8-10 June 2016
Asia/Bangkok timezone

Ionization in Earth’s atmosphere near polar regions following the solar storm on January 20, 2005

Jun 9, 2016, 9:00 AM
15m
Room E1

Room E1

Oral presentaion Environmental Physics, Atmospheric Physics, Geophysics and Renewable Energy Session XVII

Speaker

Dr Achara Seripienlert (Division of Physics, Faculty of Science and Technology, Rajamangala University of Technology Thanyaburi, Pathum Thani 12110, Thailand, National Astronomical Research Institute of Thailand (NARIT), Chiang Mai 50200, Thailand)

Description

Cosmic-ray induced ionization in the lower atmosphere (below ~ 15 km) is mainly caused by Galactic cosmic rays. However, some strong solar events can produce high energy ions with large intensity, which can penetrate to the lower atmosphere and produce significant ionization. We have modeled this effect for the solar storm of 20 January 2005, one of the strongest solar particle events ever recorded. This event produced energetic particles that can be detected by ground-based detectors, especially near the polar regions. We use the cosmic ray intensity vs. time as inferred from two neutron monitors, one located near the north pole (Inuvik) and the other located near the south pole (McMurdo). Then we performed Monte Carlo simulations of particle-air interactions using a realistic atmospheric model created from measured meteorological data to calculate atmospheric ionization at different altitudes and times for Inuvik and McMurdo. For the case of galactic cosmic rays, our simulation results of atmospheric ionization are consistent with balloon measurements. We have also studied the equivalent dose rate at airplane altitude. This research project is supported by Mahidol University and the Thailand Research Fund.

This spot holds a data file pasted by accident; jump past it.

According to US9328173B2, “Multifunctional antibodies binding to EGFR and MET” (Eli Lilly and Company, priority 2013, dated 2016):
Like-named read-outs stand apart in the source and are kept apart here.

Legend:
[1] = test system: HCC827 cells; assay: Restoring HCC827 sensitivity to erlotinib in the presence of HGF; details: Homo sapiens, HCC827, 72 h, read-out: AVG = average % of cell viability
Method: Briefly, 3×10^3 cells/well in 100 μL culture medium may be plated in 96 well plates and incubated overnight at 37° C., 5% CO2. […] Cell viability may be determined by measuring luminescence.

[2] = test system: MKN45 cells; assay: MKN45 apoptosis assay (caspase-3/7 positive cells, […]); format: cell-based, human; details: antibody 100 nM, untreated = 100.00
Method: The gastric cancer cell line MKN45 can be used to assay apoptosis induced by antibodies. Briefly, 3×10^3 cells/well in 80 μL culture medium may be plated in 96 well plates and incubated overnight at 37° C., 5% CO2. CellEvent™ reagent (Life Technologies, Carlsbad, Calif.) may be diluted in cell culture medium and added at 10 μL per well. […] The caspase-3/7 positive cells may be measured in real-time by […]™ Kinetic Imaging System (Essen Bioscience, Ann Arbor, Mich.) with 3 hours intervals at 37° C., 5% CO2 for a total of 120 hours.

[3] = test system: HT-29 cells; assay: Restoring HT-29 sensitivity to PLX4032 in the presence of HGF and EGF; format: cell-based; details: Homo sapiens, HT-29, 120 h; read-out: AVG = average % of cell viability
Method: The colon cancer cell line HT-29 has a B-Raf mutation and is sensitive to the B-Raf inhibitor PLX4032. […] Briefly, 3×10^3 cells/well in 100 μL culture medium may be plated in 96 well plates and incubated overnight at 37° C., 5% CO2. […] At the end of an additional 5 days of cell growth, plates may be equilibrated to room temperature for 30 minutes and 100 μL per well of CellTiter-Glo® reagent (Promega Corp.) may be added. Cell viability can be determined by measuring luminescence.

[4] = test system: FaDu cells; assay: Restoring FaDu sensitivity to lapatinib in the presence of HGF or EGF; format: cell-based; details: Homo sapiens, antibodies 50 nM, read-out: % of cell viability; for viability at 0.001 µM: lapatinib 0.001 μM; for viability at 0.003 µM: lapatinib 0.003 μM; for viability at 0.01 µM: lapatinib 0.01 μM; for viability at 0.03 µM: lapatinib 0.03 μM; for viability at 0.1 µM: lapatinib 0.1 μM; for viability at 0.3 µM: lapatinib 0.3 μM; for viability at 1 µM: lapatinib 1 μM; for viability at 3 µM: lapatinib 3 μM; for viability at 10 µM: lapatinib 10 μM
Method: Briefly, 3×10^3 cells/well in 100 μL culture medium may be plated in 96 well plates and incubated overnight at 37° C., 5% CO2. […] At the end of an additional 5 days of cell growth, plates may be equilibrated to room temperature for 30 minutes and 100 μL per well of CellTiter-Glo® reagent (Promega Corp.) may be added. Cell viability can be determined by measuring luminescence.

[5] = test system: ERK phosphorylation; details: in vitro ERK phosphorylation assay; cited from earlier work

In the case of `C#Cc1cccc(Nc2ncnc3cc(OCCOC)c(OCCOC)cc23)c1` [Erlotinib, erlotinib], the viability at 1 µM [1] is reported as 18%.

Primary author

Dr Warit Mitthumsiri (Department of Physics, Faculty of Science, Mahidol University, Bangkok 10400, Thailand)

Co-authors

Dr Achara Seripienlert (Division of Physics, Faculty of Science and Technology, Rajamangala University of Technology Thanyaburi, Pathum Thani 12110, Thailand, National Astronomical Research Institute of Thailand (NARIT), Chiang Mai 50200, Thailand) Dr Alejandro Saiz (Department of Physics, Faculty of Science, Mahidol University, Bangkok 10400, Thailand) Prof. David Ruffolo (Department of Physics, Faculty of Science, Mahidol University, Bangkok 10400, Thailand) Dr Pierre-Simon MANGEARD (Department of Physics, Faculty of Science, Mahidol University, Bangkok 10400, Thailand, National Astronomical Research Institute of Thailand (NARIT), Chiang Mai 50200, Thailand) Ms Usanee Tortermpun (Department of Physics, Faculty of Science, Mahidol University, Bangkok 10400, Thailand)

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